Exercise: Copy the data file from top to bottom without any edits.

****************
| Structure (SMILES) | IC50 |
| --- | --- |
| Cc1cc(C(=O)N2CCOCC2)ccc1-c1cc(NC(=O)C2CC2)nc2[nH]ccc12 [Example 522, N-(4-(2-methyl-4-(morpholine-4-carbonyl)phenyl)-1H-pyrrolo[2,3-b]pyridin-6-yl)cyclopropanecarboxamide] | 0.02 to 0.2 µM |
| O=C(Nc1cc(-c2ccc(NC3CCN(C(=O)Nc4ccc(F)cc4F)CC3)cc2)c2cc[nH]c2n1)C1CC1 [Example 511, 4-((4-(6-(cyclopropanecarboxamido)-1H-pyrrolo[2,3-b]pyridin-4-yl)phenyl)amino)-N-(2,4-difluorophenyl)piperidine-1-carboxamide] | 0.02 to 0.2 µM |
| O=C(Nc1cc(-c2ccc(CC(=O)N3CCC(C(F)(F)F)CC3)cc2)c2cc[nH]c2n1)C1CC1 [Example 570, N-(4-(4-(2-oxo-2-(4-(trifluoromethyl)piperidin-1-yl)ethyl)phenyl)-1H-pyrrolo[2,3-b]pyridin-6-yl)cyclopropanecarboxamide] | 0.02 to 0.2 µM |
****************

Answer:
| Structure (SMILES) | IC50 |
| --- | --- |
| Cc1cc(C(=O)N2CCOCC2)ccc1-c1cc(NC(=O)C2CC2)nc2[nH]ccc12 [Example 522, N-(4-(2-methyl-4-(morpholine-4-carbonyl)phenyl)-1H-pyrrolo[2,3-b]pyridin-6-yl)cyclopropanecarboxamide] | 0.02 to 0.2 µM |
| O=C(Nc1cc(-c2ccc(NC3CCN(C(=O)Nc4ccc(F)cc4F)CC3)cc2)c2cc[nH]c2n1)C1CC1 [Example 511, 4-((4-(6-(cyclopropanecarboxamido)-1H-pyrrolo[2,3-b]pyridin-4-yl)phenyl)amino)-N-(2,4-difluorophenyl)piperidine-1-carboxamide] | 0.02 to 0.2 µM |
| O=C(Nc1cc(-c2ccc(CC(=O)N3CCC(C(F)(F)F)CC3)cc2)c2cc[nH]c2n1)C1CC1 [Example 570, N-(4-(4-(2-oxo-2-(4-(trifluoromethyl)piperidin-1-yl)ethyl)phenyl)-1H-pyrrolo[2,3-b]pyridin-6-yl)cyclopropanecarboxamide] | 0.02 to 0.2 µM |